1. Limited time only! Sign up for a free 30min personal tutor trial with Chegg Tutors
    Dismiss Notice
Dismiss Notice
Join Physics Forums Today!
The friendliest, high quality science and math community on the planet! Everyone who loves science is here!

Homework Help: Moment of Inertia for 3 masses, on an axis

  1. Nov 26, 2012 #1
    1. The problem statement, all variables and given/known data
    [refer to picture, thanks]
    The "L-shaped" figure rotates on the axis which which intercepts through 9 kilogram and 2.5 kilogram masses. Find the moment of inertia of the object for this type of rotation. Disregard the masses of connecting bars.

    2. Relevant equations

    3. The attempt at a solution
    Not really sure on what to do. I am assuming we treat the objects like point masses but I'm not really sure on that either. Do you take the 1.2 kg object and only use this with its radius to each object? I tried but the answer wasnt in the answer options.

    The 2 objects on the axis are confusing me. Where is the center of mass the object is rotating on.

    Thanks for any help!

    Attached Files:

  2. jcsd
  3. Nov 26, 2012 #2
    moment of inertia is

    [itex]I = \sum MR^{2}[/itex]

    where the R is the distance from each mass component to the axis of rotation

    if we assume that each mass is a point mass, then they aren't going to be doing any rotating if they are on the axis of rotation

    so the problem here is to find the distance from the 1.2 kg mass to the axis of rotation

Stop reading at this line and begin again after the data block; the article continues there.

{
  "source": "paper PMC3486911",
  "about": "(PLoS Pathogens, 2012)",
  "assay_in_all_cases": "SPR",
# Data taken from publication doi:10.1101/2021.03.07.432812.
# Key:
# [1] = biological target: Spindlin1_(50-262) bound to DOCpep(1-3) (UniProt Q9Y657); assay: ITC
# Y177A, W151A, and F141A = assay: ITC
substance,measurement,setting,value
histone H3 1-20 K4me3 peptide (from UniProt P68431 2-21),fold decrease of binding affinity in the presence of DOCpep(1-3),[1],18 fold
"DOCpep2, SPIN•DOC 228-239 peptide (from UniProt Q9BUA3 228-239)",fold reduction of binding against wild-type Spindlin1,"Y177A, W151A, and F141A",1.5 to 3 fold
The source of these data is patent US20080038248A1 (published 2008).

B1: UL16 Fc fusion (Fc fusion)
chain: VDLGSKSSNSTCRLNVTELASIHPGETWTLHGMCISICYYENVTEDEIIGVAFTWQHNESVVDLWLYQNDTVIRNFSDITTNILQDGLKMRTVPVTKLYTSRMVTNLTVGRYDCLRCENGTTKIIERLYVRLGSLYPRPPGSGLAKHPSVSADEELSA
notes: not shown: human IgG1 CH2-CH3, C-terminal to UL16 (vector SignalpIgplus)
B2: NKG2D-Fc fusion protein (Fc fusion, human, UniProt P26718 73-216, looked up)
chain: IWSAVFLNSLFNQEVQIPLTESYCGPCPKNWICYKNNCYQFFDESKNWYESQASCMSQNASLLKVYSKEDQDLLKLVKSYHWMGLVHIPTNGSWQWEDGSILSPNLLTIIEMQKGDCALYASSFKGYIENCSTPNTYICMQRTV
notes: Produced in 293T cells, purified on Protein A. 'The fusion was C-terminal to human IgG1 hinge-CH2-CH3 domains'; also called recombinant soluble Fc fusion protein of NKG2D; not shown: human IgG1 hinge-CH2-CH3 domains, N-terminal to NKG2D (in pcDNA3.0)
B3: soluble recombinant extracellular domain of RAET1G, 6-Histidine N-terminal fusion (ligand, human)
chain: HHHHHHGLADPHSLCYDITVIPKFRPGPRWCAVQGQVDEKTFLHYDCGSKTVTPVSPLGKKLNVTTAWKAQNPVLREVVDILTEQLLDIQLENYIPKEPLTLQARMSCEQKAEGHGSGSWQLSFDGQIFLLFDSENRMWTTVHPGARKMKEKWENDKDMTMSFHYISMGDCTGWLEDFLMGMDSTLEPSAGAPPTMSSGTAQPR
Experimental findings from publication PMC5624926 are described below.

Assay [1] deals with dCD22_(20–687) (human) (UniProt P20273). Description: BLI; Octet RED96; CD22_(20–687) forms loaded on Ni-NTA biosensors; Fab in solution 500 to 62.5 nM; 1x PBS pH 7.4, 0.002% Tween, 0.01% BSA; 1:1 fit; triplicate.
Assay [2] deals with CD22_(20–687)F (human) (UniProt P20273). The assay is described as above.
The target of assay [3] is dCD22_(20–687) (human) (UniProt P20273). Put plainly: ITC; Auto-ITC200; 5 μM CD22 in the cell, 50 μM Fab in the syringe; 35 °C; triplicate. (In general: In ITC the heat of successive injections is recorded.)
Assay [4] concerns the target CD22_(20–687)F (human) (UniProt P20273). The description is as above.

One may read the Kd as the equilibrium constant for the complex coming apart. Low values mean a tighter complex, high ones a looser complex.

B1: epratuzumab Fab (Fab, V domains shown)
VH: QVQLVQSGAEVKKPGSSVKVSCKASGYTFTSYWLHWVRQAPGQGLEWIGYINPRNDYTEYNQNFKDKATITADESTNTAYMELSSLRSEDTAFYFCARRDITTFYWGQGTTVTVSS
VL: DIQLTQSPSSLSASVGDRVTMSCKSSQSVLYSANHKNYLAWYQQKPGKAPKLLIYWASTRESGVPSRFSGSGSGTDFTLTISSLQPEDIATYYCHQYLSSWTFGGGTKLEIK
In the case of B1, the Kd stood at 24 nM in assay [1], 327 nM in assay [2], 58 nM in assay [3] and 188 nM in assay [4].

4. Nov 26, 2012 #3
    Hi, thanks for the response.

    That is what I initially thought, but what I got isnt an answer choice.

    I calculated that the 1.2kg mass is 1.788854383m from the axis of rotation.

    so 1.2*1.78^2 = 3.84 kg*m^2

    This isn't an answer choice
    the options are: 50, 19, 11, 0.96, 0.72, 29, 60, 20, 0.60
    in kg*m^2
  5. Nov 26, 2012 #4


    User Avatar
    Staff Emeritus
    Science Advisor
    Homework Helper

    The distance that you calculated for the 1.2 kg mass from the axis of rotation is wrong.
  6. Nov 26, 2012 #5
    Okay. I assume you have to use geometry to figure that out.

    Tried to use cosine.

    Can you tell me how to figure out that distance?
  7. Nov 26, 2012 #6
    Nvm, I figured it out. Was using cosine instead of sine.

    Thanks for the help, questions done.

Share this great discussion with others via Reddit, Google+, Twitter, or Facebook